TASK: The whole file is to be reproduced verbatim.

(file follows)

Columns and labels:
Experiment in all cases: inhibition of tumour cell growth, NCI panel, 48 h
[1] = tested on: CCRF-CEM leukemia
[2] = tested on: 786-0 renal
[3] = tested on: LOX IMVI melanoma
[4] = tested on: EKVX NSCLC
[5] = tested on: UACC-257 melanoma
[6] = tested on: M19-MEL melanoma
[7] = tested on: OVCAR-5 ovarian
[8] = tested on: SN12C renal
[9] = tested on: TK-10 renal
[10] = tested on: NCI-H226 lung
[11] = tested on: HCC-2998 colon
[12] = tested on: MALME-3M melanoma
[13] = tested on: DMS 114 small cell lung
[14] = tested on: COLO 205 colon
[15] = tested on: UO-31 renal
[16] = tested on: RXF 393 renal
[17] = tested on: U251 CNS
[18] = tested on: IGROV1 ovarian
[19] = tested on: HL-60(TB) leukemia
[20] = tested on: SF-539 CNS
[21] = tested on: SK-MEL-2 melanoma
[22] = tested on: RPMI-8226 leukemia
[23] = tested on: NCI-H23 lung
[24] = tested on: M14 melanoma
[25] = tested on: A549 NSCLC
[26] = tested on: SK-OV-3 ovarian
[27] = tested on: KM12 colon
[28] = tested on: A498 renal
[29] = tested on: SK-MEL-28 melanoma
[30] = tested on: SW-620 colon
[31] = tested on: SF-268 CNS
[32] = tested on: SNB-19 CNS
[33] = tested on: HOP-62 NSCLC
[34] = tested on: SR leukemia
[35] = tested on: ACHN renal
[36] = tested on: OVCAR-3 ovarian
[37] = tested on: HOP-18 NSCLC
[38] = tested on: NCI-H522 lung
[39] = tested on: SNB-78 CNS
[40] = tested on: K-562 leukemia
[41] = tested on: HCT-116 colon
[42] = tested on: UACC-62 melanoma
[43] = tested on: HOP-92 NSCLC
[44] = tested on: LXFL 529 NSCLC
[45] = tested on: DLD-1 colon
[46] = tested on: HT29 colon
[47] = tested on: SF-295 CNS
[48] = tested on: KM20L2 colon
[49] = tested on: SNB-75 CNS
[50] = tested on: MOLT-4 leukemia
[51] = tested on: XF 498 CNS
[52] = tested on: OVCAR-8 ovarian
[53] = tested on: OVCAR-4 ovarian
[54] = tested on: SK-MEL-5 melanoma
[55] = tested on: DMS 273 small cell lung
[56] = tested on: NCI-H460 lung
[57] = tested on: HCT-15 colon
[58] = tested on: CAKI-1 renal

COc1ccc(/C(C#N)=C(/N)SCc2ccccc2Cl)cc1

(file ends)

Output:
Columns and labels:
Experiment in all cases: inhibition of tumour cell growth, NCI panel, 48 h
[1] = tested on: CCRF-CEM leukemia
[2] = tested on: 786-0 renal
[3] = tested on: LOX IMVI melanoma
[4] = tested on: EKVX NSCLC
[5] = tested on: UACC-257 melanoma
[6] = tested on: M19-MEL melanoma
[7] = tested on: OVCAR-5 ovarian
[8] = tested on: SN12C renal
[9] = tested on: TK-10 renal
[10] = tested on: NCI-H226 lung
[11] = tested on: HCC-2998 colon
[12] = tested on: MALME-3M melanoma
[13] = tested on: DMS 114 small cell lung
[14] = tested on: COLO 205 colon
[15] = tested on: UO-31 renal
[16] = tested on: RXF 393 renal
[17] = tested on: U251 CNS
[18] = tested on: IGROV1 ovarian
[19] = tested on: HL-60(TB) leukemia
[20] = tested on: SF-539 CNS
[21] = tested on: SK-MEL-2 melanoma
[22] = tested on: RPMI-8226 leukemia
[23] = tested on: NCI-H23 lung
[24] = tested on: M14 melanoma
[25] = tested on: A549 NSCLC
[26] = tested on: SK-OV-3 ovarian
[27] = tested on: KM12 colon
[28] = tested on: A498 renal
[29] = tested on: SK-MEL-28 melanoma
[30] = tested on: SW-620 colon
[31] = tested on: SF-268 CNS
[32] = tested on: SNB-19 CNS
[33] = tested on: HOP-62 NSCLC
[34] = tested on: SR leukemia
[35] = tested on: ACHN renal
[36] = tested on: OVCAR-3 ovarian
[37] = tested on: HOP-18 NSCLC
[38] = tested on: NCI-H522 lung
[39] = tested on: SNB-78 CNS
[40] = tested on: K-562 leukemia
[41] = tested on: HCT-116 colon
[42] = tested on: UACC-62 melanoma
[43] = tested on: HOP-92 NSCLC
[44] = tested on: LXFL 529 NSCLC
[45] = tested on: DLD-1 colon
[46] = tested on: HT29 colon
[47] = tested on: SF-295 CNS
[48] = tested on: KM20L2 colon
[49] = tested on: SNB-75 CNS
[50] = tested on: MOLT-4 leukemia
[51] = tested on: XF 498 CNS
[52] = tested on: OVCAR-8 ovarian
[53] = tested on: OVCAR-4 ovarian
[54] = tested on: SK-MEL-5 melanoma
[55] = tested on: DMS 273 small cell lung
[56] = tested on: NCI-H460 lung
[57] = tested on: HCT-15 colon
[58] = tested on: CAKI-1 renal

COc1ccc(/C(C#N)=C(/N)SCc2ccccc2Cl)cc1